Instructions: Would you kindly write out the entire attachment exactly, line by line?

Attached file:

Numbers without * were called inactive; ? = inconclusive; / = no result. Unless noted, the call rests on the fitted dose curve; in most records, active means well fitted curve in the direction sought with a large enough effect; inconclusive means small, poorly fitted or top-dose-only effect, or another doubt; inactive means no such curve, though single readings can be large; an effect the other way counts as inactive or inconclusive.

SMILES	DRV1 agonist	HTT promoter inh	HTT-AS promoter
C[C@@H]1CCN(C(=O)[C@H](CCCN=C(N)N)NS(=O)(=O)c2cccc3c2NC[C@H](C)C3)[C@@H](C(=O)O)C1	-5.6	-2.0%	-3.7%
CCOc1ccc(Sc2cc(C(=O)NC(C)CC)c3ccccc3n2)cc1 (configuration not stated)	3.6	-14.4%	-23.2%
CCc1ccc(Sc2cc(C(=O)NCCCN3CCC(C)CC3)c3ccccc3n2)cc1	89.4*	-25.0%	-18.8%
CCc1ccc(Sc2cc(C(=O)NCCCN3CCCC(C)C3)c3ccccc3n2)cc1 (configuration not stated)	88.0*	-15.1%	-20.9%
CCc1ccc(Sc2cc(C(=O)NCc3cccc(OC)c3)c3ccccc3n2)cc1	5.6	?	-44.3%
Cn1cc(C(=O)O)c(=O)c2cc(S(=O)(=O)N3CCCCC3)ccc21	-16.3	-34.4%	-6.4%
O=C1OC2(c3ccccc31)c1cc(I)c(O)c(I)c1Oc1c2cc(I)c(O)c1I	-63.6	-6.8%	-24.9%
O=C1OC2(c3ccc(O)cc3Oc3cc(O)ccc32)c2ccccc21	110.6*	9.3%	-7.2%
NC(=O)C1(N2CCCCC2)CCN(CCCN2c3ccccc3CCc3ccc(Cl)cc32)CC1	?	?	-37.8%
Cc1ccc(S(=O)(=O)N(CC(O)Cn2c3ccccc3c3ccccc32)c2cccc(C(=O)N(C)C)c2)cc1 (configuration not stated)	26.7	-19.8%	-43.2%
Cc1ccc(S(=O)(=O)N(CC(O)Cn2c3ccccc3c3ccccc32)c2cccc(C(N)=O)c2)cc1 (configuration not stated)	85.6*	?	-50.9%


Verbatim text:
Numbers without * were called inactive; ? = inconclusive; / = no result. Unless noted, the call rests on the fitted dose curve; in most records, active means well fitted curve in the direction sought with a large enough effect; inconclusive means small, poorly fitted or top-dose-only effect, or another doubt; inactive means no such curve, though single readings can be large; an effect the other way counts as inactive or inconclusive.

SMILES	DRV1 agonist	HTT promoter inh	HTT-AS promoter
C[C@@H]1CCN(C(=O)[C@H](CCCN=C(N)N)NS(=O)(=O)c2cccc3c2NC[C@H](C)C3)[C@@H](C(=O)O)C1	-5.6	-2.0%	-3.7%
CCOc1ccc(Sc2cc(C(=O)NC(C)CC)c3ccccc3n2)cc1 (configuration not stated)	3.6	-14.4%	-23.2%
CCc1ccc(Sc2cc(C(=O)NCCCN3CCC(C)CC3)c3ccccc3n2)cc1	89.4*	-25.0%	-18.8%
CCc1ccc(Sc2cc(C(=O)NCCCN3CCCC(C)C3)c3ccccc3n2)cc1 (configuration not stated)	88.0*	-15.1%	-20.9%
CCc1ccc(Sc2cc(C(=O)NCc3cccc(OC)c3)c3ccccc3n2)cc1	5.6	?	-44.3%
Cn1cc(C(=O)O)c(=O)c2cc(S(=O)(=O)N3CCCCC3)ccc21	-16.3	-34.4%	-6.4%
O=C1OC2(c3ccccc31)c1cc(I)c(O)c(I)c1Oc1c2cc(I)c(O)c1I	-63.6	-6.8%	-24.9%
O=C1OC2(c3ccc(O)cc3Oc3cc(O)ccc32)c2ccccc21	110.6*	9.3%	-7.2%
NC(=O)C1(N2CCCCC2)CCN(CCCN2c3ccccc3CCc3ccc(Cl)cc32)CC1	?	?	-37.8%
Cc1ccc(S(=O)(=O)N(CC(O)Cn2c3ccccc3c3ccccc32)c2cccc(C(=O)N(C)C)c2)cc1 (configuration not stated)	26.7	-19.8%	-43.2%
Cc1ccc(S(=O)(=O)N(CC(O)Cn2c3ccccc3c3ccccc32)c2cccc(C(N)=O)c2)cc1 (configuration not stated)	85.6*	?	-50.9%